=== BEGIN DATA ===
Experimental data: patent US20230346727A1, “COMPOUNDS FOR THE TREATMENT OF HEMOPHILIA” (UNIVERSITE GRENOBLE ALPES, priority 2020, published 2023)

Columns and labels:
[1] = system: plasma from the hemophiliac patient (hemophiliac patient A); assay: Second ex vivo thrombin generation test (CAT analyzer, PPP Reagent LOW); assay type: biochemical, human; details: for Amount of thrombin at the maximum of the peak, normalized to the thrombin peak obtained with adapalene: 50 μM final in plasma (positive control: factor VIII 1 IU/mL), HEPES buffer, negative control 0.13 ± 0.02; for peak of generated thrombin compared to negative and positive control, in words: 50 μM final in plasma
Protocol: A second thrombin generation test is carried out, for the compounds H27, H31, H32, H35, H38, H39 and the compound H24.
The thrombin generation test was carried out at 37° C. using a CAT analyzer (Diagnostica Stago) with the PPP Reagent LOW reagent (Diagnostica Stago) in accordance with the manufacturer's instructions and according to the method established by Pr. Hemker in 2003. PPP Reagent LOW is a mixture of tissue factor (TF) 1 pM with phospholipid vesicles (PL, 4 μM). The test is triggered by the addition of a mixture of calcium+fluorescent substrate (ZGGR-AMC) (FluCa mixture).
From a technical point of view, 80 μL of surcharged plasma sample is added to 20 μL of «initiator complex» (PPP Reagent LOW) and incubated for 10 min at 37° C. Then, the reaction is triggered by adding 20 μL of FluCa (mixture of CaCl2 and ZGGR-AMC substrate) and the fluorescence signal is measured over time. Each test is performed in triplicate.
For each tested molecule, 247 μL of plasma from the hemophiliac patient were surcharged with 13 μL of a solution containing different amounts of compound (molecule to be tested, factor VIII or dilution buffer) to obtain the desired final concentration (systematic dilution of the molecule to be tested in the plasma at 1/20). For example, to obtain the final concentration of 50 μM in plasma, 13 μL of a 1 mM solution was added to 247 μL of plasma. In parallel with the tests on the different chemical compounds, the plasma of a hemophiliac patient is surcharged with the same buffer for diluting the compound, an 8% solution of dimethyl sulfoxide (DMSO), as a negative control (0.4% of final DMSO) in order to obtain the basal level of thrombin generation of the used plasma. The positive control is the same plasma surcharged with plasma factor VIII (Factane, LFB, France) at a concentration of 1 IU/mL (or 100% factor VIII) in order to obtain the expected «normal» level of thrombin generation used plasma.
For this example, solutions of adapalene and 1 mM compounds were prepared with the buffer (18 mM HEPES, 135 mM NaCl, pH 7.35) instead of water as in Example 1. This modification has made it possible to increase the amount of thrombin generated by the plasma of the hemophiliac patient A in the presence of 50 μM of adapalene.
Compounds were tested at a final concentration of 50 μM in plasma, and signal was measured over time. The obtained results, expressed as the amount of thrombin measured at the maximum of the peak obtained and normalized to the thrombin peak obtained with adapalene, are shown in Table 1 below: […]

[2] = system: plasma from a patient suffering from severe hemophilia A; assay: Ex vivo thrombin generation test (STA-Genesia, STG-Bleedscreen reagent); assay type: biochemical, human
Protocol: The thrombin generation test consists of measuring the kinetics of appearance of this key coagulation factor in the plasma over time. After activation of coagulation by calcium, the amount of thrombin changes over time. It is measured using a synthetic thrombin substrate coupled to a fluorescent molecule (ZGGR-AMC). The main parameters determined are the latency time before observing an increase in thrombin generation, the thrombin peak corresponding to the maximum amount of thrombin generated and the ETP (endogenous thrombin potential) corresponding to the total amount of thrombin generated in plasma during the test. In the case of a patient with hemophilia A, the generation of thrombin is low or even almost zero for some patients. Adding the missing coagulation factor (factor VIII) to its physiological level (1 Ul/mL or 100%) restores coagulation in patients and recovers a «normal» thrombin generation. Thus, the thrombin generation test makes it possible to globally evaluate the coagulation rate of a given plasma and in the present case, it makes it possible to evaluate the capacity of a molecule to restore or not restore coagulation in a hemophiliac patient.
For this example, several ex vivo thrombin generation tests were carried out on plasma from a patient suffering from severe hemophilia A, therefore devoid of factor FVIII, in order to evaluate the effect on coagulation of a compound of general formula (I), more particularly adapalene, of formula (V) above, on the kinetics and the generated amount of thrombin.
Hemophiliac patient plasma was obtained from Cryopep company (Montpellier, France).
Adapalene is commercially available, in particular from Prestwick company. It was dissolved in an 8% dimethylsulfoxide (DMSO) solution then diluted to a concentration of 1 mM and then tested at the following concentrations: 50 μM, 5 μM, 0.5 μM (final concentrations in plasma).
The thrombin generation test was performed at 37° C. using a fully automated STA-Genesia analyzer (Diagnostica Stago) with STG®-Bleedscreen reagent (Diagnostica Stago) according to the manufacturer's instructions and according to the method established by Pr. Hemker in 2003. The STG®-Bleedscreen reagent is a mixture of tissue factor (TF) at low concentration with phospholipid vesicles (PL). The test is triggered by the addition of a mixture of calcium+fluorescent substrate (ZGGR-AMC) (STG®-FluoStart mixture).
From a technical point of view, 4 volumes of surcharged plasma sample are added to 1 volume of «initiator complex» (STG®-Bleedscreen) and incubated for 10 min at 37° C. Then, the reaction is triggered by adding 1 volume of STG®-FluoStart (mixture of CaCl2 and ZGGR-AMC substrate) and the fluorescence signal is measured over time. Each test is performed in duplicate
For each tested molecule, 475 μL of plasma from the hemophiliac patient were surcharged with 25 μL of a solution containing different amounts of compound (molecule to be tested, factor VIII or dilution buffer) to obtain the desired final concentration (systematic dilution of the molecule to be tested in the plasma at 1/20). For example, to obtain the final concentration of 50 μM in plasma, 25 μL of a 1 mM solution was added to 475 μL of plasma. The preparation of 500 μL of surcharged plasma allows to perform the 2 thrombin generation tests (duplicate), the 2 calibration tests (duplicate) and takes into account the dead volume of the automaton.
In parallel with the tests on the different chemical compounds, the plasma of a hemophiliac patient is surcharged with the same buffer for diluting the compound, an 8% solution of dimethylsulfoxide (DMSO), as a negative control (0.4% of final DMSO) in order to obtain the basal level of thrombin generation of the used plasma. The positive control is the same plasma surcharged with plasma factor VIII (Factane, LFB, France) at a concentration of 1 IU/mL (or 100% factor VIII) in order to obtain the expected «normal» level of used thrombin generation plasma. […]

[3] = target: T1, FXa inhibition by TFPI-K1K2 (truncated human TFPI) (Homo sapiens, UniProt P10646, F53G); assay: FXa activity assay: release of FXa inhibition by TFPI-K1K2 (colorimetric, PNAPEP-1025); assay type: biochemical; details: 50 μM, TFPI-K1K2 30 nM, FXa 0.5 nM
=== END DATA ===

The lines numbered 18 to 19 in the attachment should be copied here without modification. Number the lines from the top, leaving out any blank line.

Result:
In parallel with the tests on the different chemical compounds, the plasma of a hemophiliac patient is surcharged with the same buffer for diluting the compound, an 8% solution of dimethylsulfoxide (DMSO), as a negative control (0.4% of final DMSO) in order to obtain the basal level of thrombin generation of the used plasma. The positive control is the same plasma surcharged with plasma factor VIII (Factane, LFB, France) at a concentration of 1 IU/mL (or 100% factor VIII) in order to obtain the expected «normal» level of used thrombin generation plasma. […]

[3] = target: T1, FXa inhibition by TFPI-K1K2 (truncated human TFPI) (Homo sapiens, UniProt P10646, F53G); assay: FXa activity assay: release of FXa inhibition by TFPI-K1K2 (colorimetric, PNAPEP-1025); assay type: biochemical; details: 50 μM, TFPI-K1K2 30 nM, FXa 0.5 nM